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Student Soars to New Heights
by Jill Lufrano
Mar 04, 2012 | 1256 views | 0 0 comments | 2 2 recommendations | email to a friend | print
Tribune/John Byrne - Katelyn Pardue, a 16-year-old junior at North Valleys High School, was the first Nevada female JROTC cadet in five years to fly solo in a glider when she accomplished the feat on Jan. 21.
Tribune/John Byrne - Katelyn Pardue, a 16-year-old junior at North Valleys High School, was the first Nevada female JROTC cadet in five years to fly solo in a glider when she accomplished the feat on Jan. 21.
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RENO — Katelyn Pardue, 16, has accomplished much during her first year in the Junior Reserve Officers’ Training Cadet (JROTC) program at North Valleys High School.

Pardue participates in the elective class, run by other cadets and instructors. When she found out she could learn to fly as part of the JROTC flight program, she wasted no time getting involved.

“I wanted to try flying glider planes,” she said. “I thought, ‘This is crazy!’ I had no idea you could fly airplanes in the ROTC.”

Pardue took an orientation flight and had so much fun she wanted to continue.

George Fleck, a senior aerospace science instructor with the program and a retired Air Force lieutenant colonel, realized quickly that Pardue had talent.

“I watched her,” Fleck said. “When I saw her in the air by herself, I realized nobody else in a glider had the total responsibility to do it properly.”

“I was doing loops up there. It really made me nervous,” Pardue said. “I was up there doing flips and spirals. It was so cool!”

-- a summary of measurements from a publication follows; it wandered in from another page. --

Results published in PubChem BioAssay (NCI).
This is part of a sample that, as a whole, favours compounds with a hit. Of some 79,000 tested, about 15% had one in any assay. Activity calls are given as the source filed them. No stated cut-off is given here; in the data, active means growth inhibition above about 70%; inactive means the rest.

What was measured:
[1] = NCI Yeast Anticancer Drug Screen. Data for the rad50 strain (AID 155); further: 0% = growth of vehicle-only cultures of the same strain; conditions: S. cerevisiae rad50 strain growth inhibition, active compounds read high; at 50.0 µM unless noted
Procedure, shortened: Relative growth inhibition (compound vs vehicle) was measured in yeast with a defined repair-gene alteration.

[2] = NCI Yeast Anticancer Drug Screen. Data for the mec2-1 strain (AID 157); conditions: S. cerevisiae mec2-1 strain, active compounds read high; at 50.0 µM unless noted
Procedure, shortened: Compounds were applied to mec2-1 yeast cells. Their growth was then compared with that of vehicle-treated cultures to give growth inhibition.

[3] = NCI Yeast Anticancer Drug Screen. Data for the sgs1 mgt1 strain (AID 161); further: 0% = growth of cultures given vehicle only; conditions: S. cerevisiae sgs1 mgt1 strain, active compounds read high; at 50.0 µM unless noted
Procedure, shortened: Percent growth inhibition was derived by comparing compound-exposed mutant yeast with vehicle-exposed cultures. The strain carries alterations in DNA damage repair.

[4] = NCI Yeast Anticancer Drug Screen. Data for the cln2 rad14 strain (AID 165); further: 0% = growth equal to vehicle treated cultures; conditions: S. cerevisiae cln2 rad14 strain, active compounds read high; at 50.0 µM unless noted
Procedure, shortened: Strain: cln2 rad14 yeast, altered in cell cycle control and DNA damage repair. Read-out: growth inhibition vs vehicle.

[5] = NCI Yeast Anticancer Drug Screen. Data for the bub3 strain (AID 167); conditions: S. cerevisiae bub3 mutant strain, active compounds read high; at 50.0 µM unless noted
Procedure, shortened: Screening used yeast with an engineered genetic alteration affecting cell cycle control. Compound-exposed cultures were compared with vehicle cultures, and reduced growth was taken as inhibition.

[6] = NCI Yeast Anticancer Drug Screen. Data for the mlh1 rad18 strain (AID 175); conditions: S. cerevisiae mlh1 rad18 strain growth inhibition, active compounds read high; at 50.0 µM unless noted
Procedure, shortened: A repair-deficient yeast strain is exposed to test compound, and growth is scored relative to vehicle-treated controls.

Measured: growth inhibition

The Palomino Airport, located north of Spanish Springs, sponsors cadets to fly an orientation fight and Pardue was selected to do more training. Federal Aviation Administration-certified, retired military pilots from the Air Force donate aircraft, tow planes and their time to instruct the students.

After completing 30 flights, Pardue did what few female cadets ever attempt. The petite, soft-spoken, self-assured flyer climbed into a glider and flew solo on Jan. 21.

She is one of only nine cadets to have flown solo in a glider and is the first female student at a Nevada high school to accomplish this feat in more than five years.

Pardue received her silver wings Wednesday during an official “pin-on” ceremony at North Valleys High School, where she is a junior. Pardue’s parents pinned the wings to her lapel and she received a plaque, forever memorializing her accomplishment. The wings she was awarded are similar to the ones earned by Air Force cadets when they first fly solo, Fleck said.

Pardue said she will continue her training in the air until she earns her pilot’s license. Following her successful gliding experience, Pardue now plans to pursue an education at the Air Force Academy, she said.

“I put a lot of thought into it. I would like an opportunity to fly as a pilot,” she said. “I plan to get a medical degree and become a medic overseas. After I come home, I would like to continue flying and doing what I love.”
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